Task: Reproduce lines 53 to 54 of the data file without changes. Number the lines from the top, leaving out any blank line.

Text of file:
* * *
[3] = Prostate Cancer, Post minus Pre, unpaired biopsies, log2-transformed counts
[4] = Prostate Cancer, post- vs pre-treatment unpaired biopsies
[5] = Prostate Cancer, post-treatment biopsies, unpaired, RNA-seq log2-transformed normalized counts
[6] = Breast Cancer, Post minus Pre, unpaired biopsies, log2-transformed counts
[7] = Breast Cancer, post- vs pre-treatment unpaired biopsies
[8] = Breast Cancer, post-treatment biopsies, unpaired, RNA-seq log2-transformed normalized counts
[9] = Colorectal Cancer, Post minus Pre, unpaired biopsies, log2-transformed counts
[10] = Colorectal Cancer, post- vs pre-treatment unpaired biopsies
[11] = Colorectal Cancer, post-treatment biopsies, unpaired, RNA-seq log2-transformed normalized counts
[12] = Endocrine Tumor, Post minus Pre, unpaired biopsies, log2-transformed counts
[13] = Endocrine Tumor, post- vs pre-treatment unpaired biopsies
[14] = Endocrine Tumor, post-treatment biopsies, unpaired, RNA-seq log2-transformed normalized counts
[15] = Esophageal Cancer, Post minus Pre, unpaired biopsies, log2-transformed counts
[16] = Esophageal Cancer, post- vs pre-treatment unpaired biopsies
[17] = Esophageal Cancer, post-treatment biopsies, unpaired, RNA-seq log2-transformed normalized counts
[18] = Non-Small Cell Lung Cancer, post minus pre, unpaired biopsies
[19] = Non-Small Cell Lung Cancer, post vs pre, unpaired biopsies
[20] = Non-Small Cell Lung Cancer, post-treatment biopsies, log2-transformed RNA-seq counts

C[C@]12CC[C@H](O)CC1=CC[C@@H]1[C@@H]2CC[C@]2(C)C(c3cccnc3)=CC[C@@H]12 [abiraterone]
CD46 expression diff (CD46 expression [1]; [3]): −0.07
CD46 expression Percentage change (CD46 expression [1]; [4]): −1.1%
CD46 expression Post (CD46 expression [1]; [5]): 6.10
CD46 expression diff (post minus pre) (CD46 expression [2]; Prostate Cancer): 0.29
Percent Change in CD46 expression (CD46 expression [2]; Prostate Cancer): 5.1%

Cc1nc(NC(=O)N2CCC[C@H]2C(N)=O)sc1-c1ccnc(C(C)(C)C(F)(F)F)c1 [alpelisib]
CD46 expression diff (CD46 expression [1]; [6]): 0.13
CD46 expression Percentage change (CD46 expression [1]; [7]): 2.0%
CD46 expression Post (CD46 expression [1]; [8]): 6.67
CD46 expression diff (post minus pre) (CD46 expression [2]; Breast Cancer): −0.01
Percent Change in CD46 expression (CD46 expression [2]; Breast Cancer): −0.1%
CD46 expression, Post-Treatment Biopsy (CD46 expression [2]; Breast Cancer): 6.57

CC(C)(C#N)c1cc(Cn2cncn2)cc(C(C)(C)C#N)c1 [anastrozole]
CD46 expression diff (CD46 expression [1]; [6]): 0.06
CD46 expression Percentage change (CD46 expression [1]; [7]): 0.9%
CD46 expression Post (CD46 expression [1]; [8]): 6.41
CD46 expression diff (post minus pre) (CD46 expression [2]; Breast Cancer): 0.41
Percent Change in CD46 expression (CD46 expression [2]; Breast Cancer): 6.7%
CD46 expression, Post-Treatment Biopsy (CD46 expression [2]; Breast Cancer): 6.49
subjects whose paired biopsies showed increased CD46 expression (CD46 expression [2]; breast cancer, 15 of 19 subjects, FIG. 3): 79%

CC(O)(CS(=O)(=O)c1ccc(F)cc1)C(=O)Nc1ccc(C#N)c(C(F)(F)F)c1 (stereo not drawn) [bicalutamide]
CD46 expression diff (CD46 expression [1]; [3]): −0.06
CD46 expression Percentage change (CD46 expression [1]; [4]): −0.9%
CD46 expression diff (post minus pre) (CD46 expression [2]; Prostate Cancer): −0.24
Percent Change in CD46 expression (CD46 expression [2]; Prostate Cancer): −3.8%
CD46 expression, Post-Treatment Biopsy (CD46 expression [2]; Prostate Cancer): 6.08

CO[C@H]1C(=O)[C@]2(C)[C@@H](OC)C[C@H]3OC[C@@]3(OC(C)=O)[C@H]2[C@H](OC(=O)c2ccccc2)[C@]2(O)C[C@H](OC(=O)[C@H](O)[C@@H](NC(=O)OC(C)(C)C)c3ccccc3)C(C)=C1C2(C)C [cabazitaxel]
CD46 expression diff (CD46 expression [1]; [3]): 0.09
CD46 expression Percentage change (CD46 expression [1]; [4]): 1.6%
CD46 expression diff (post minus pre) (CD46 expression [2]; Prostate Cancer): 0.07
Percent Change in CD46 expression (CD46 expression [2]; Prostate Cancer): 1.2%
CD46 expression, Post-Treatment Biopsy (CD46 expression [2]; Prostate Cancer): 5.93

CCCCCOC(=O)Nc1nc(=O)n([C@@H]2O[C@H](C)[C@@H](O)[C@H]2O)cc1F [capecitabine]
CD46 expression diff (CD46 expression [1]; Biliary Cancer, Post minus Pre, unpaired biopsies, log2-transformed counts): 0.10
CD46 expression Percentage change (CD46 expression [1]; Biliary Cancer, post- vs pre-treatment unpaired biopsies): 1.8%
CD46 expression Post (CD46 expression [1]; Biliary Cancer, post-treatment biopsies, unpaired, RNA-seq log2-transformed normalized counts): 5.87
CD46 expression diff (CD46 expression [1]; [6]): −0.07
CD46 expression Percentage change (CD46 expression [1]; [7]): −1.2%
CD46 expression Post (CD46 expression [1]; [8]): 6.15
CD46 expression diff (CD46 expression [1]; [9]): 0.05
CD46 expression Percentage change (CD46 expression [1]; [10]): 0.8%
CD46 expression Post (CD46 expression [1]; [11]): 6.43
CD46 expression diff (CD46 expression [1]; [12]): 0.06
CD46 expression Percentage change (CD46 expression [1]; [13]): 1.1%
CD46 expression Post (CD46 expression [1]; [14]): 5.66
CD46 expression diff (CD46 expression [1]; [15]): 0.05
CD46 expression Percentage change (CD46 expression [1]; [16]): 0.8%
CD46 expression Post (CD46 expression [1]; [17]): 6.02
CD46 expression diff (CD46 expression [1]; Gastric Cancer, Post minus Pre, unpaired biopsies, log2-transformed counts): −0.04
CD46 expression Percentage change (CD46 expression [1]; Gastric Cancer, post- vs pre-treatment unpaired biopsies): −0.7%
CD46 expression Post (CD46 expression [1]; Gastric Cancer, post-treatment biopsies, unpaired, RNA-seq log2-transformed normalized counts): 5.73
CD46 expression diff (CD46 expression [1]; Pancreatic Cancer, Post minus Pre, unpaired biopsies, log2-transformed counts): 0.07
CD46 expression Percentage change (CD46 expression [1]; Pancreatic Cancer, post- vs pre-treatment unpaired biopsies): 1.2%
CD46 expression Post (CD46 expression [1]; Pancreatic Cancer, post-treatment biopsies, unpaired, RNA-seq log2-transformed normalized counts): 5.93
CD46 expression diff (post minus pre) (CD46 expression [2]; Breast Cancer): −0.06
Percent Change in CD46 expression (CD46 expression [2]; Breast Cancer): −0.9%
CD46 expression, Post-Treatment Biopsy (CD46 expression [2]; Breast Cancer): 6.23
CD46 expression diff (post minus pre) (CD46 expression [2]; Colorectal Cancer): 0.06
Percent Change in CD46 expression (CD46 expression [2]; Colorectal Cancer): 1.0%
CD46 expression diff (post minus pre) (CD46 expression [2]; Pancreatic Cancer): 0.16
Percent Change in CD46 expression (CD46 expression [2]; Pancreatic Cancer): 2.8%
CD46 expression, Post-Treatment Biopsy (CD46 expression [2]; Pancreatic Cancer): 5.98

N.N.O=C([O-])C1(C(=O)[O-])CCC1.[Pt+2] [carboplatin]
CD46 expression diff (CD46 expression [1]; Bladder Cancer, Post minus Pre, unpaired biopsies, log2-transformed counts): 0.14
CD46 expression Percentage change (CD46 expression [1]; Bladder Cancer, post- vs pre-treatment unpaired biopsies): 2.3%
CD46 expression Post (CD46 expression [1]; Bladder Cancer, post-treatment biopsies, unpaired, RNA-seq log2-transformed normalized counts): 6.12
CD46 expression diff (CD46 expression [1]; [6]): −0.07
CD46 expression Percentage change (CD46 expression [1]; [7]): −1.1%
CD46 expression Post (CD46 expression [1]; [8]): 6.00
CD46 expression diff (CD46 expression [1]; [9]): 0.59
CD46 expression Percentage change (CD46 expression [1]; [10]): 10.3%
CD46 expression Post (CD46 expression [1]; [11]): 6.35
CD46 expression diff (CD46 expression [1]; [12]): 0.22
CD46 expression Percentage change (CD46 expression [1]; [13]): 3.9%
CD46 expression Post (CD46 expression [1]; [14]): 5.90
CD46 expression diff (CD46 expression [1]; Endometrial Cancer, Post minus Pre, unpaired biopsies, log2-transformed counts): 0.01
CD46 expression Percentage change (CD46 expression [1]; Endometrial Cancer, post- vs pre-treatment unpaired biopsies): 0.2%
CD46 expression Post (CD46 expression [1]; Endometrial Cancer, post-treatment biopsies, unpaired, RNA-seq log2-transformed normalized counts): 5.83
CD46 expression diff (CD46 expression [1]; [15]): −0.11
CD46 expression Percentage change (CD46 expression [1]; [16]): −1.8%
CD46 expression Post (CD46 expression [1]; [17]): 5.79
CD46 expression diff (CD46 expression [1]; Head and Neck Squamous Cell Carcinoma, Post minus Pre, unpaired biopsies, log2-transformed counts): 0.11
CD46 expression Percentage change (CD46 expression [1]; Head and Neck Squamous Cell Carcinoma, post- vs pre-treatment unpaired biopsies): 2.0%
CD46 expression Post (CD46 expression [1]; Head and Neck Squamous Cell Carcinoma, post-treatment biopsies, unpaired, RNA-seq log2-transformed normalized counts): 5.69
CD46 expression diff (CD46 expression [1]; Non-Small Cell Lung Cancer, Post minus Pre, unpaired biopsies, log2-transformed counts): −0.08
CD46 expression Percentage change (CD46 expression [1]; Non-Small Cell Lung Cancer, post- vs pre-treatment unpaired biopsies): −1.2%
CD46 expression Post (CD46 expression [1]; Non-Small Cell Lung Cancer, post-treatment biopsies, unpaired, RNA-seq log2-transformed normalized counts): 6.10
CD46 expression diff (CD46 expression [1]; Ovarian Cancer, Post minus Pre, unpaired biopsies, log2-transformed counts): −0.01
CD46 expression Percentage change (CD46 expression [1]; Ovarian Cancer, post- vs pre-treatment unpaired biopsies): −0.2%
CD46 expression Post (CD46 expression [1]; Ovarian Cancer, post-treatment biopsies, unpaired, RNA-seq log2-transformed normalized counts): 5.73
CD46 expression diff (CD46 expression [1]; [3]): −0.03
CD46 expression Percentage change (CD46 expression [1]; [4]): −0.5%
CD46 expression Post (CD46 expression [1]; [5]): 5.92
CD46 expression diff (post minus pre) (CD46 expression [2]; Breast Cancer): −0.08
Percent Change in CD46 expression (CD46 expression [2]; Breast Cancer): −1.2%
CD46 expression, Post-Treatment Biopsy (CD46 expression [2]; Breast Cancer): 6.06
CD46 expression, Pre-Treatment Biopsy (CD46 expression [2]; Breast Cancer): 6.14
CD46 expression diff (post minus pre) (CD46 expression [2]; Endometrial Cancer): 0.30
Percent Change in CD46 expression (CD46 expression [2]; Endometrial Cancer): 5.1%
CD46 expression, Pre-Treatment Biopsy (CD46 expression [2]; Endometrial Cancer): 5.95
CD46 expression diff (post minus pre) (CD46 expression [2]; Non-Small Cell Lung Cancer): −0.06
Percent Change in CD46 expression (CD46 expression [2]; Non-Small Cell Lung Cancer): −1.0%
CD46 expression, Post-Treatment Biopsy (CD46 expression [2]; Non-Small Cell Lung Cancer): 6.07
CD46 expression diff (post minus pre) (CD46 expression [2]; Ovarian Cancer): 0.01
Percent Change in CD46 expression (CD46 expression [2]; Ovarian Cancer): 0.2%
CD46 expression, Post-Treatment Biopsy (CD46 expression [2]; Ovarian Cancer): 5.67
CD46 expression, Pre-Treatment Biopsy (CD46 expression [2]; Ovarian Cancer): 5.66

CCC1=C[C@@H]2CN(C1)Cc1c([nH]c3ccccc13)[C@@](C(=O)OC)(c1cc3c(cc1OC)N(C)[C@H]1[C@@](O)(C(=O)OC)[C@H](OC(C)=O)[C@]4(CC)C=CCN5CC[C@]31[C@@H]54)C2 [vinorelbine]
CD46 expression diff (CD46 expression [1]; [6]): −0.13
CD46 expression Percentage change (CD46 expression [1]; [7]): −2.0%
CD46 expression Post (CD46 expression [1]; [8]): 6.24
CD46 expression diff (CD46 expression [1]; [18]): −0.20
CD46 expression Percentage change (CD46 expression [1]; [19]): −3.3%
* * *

CD46 expression diff (CD46 expression [1]; Biliary Cancer, Post minus Pre, unpaired biopsies, log2-transformed counts): 0.10
CD46 expression Percentage change (CD46 expression [1]; Biliary Cancer, post- vs pre-treatment unpaired biopsies): 1.8%